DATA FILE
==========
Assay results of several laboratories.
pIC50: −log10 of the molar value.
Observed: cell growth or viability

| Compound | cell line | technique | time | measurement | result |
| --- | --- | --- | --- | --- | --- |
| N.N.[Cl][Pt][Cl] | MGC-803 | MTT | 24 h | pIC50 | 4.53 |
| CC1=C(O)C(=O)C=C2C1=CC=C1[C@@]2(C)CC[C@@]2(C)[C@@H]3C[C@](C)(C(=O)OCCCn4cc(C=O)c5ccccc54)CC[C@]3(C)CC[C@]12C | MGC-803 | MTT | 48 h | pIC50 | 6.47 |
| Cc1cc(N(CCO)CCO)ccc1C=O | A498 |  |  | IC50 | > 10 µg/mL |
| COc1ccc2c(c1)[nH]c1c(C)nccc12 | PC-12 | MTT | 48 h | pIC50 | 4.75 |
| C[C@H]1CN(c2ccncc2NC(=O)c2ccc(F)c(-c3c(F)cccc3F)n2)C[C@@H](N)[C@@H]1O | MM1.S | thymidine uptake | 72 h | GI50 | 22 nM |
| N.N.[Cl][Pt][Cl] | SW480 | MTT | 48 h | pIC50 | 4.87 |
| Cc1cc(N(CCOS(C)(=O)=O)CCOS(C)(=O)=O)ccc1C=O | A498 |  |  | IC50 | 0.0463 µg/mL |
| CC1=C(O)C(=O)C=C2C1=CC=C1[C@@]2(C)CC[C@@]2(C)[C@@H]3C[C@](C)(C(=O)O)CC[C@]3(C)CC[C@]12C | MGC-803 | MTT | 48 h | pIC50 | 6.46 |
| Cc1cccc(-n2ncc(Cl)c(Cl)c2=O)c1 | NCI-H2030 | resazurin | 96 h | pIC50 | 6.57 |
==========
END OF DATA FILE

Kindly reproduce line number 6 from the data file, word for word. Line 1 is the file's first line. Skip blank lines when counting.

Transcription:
| N.N.[Cl][Pt][Cl] | MGC-803 | MTT | 24 h | pIC50 | 4.53 |